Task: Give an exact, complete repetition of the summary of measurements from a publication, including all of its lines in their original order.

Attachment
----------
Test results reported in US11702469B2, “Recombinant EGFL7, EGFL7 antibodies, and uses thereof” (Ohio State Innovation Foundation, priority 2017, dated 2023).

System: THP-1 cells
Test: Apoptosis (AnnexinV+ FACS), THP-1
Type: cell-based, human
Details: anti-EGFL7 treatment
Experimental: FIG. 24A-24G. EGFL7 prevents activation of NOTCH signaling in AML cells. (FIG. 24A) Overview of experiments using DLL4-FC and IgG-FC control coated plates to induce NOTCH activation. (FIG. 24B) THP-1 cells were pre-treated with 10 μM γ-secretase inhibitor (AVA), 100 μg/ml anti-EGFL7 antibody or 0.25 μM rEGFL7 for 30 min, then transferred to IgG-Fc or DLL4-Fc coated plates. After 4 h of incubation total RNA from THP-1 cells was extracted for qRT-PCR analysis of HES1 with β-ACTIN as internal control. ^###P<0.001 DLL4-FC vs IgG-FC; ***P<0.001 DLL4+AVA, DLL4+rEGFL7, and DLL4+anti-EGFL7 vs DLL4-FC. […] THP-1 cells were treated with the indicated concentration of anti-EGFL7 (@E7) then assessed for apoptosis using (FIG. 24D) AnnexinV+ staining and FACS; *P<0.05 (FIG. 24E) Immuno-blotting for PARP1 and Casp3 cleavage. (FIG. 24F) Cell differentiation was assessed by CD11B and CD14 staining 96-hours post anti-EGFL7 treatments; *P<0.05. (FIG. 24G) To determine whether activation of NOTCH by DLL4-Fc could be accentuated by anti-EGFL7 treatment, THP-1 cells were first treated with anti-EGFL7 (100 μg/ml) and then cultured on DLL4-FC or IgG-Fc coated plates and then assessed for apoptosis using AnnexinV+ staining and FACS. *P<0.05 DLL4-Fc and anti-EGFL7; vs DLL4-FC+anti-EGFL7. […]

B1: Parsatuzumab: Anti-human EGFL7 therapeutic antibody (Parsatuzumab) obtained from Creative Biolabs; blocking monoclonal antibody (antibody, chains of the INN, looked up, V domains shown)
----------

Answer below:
Test results reported in US11702469B2, “Recombinant EGFL7, EGFL7 antibodies, and uses thereof” (Ohio State Innovation Foundation, priority 2017, dated 2023).

System: THP-1 cells
Test: Apoptosis (AnnexinV+ FACS), THP-1
Type: cell-based, human
Details: anti-EGFL7 treatment
Experimental: FIG. 24A-24G. EGFL7 prevents activation of NOTCH signaling in AML cells. (FIG. 24A) Overview of experiments using DLL4-FC and IgG-FC control coated plates to induce NOTCH activation. (FIG. 24B) THP-1 cells were pre-treated with 10 μM γ-secretase inhibitor (AVA), 100 μg/ml anti-EGFL7 antibody or 0.25 μM rEGFL7 for 30 min, then transferred to IgG-Fc or DLL4-Fc coated plates. After 4 h of incubation total RNA from THP-1 cells was extracted for qRT-PCR analysis of HES1 with β-ACTIN as internal control. ^###P<0.001 DLL4-FC vs IgG-FC; ***P<0.001 DLL4+AVA, DLL4+rEGFL7, and DLL4+anti-EGFL7 vs DLL4-FC. […] THP-1 cells were treated with the indicated concentration of anti-EGFL7 (@E7) then assessed for apoptosis using (FIG. 24D) AnnexinV+ staining and FACS; *P<0.05 (FIG. 24E) Immuno-blotting for PARP1 and Casp3 cleavage. (FIG. 24F) Cell differentiation was assessed by CD11B and CD14 staining 96-hours post anti-EGFL7 treatments; *P<0.05. (FIG. 24G) To determine whether activation of NOTCH by DLL4-Fc could be accentuated by anti-EGFL7 treatment, THP-1 cells were first treated with anti-EGFL7 (100 μg/ml) and then cultured on DLL4-FC or IgG-Fc coated plates and then assessed for apoptosis using AnnexinV+ staining and FACS. *P<0.05 DLL4-Fc and anti-EGFL7; vs DLL4-FC+anti-EGFL7. […]

B1: Parsatuzumab: Anti-human EGFL7 therapeutic antibody (Parsatuzumab) obtained from Creative Biolabs; blocking monoclonal antibody (antibody, chains of the INN, looked up, V domains shown)